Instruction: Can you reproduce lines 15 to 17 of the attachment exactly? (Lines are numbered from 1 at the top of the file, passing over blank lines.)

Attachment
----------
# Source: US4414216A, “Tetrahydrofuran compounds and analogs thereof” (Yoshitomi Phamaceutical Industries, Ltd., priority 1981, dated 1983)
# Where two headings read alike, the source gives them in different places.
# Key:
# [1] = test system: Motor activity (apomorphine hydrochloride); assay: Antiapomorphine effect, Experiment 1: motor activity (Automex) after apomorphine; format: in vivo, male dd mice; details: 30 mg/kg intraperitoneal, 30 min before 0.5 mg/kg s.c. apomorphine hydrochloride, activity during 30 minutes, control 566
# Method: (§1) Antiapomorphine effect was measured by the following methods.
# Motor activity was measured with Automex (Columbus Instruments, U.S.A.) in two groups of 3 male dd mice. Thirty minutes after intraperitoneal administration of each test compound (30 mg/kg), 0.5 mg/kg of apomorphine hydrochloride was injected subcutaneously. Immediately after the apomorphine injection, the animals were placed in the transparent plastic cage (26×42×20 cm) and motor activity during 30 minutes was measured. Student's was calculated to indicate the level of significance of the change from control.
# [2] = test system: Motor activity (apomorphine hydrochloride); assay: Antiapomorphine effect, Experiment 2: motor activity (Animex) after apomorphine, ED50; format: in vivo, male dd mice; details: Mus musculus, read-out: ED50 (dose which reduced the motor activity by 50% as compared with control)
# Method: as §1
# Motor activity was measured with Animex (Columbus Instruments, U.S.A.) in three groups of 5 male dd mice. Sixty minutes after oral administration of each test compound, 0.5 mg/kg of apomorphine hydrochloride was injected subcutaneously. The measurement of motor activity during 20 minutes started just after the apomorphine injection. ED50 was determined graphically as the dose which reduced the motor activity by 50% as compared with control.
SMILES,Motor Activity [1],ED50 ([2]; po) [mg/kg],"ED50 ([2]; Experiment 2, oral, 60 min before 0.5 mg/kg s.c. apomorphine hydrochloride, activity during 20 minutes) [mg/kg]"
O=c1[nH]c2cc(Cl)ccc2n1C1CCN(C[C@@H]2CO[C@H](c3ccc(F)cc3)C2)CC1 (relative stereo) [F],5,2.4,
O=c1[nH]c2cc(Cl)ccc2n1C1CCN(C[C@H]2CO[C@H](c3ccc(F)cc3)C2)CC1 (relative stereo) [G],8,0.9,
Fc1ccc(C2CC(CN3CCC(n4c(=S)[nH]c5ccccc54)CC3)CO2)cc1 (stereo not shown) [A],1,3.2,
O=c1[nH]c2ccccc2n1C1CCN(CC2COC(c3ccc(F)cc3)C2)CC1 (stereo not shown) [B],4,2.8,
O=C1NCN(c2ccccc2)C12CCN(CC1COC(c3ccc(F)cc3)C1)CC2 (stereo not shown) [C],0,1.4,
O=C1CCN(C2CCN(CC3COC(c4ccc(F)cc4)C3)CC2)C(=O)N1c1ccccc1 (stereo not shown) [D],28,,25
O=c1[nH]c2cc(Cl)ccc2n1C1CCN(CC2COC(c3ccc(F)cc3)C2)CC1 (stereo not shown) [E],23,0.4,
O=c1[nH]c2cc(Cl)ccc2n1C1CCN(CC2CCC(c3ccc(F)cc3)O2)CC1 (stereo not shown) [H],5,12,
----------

O=C1NCN(c2ccccc2)C12CCN(CC1COC(c3ccc(F)cc3)C1)CC2 (stereo not shown) [C],0,1.4,
O=C1CCN(C2CCN(CC3COC(c4ccc(F)cc4)C3)CC2)C(=O)N1c1ccccc1 (stereo not shown) [D],28,,25
O=c1[nH]c2cc(Cl)ccc2n1C1CCN(CC2COC(c3ccc(F)cc3)C2)CC1 (stereo not shown) [E],23,0.4,